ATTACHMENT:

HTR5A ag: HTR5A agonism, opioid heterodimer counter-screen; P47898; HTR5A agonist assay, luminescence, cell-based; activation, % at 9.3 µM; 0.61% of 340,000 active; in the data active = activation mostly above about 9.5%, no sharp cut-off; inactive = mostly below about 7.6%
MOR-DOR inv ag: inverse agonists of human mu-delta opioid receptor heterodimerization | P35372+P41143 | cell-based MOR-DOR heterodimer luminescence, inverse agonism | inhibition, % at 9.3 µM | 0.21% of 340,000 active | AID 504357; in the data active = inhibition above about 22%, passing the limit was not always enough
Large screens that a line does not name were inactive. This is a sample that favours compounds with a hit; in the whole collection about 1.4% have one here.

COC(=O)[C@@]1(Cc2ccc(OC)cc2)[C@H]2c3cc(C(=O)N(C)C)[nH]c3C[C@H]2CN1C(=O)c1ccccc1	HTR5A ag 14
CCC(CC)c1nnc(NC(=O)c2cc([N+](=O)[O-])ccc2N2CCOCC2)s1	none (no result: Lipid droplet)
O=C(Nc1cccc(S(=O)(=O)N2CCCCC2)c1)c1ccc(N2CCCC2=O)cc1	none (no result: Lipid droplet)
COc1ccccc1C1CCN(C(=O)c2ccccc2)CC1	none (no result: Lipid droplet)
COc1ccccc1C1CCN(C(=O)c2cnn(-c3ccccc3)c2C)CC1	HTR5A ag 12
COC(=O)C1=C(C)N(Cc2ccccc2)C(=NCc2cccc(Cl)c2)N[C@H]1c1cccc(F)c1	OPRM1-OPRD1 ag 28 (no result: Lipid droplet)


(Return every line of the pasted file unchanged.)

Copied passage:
HTR5A ag: HTR5A agonism, opioid heterodimer counter-screen; P47898; HTR5A agonist assay, luminescence, cell-based; activation, % at 9.3 µM; 0.61% of 340,000 active; in the data active = activation mostly above about 9.5%, no sharp cut-off; inactive = mostly below about 7.6%
MOR-DOR inv ag: inverse agonists of human mu-delta opioid receptor heterodimerization | P35372+P41143 | cell-based MOR-DOR heterodimer luminescence, inverse agonism | inhibition, % at 9.3 µM | 0.21% of 340,000 active | AID 504357; in the data active = inhibition above about 22%, passing the limit was not always enough
Large screens that a line does not name were inactive. This is a sample that favours compounds with a hit; in the whole collection about 1.4% have one here.

COC(=O)[C@@]1(Cc2ccc(OC)cc2)[C@H]2c3cc(C(=O)N(C)C)[nH]c3C[C@H]2CN1C(=O)c1ccccc1	HTR5A ag 14
CCC(CC)c1nnc(NC(=O)c2cc([N+](=O)[O-])ccc2N2CCOCC2)s1	none (no result: Lipid droplet)
O=C(Nc1cccc(S(=O)(=O)N2CCCCC2)c1)c1ccc(N2CCCC2=O)cc1	none (no result: Lipid droplet)
COc1ccccc1C1CCN(C(=O)c2ccccc2)CC1	none (no result: Lipid droplet)
COc1ccccc1C1CCN(C(=O)c2cnn(-c3ccccc3)c2C)CC1	HTR5A ag 12
COC(=O)C1=C(C)N(Cc2ccccc2)C(=NCc2cccc(Cl)c2)N[C@H]1c1cccc(F)c1	OPRM1-OPRD1 ag 28 (no result: Lipid droplet)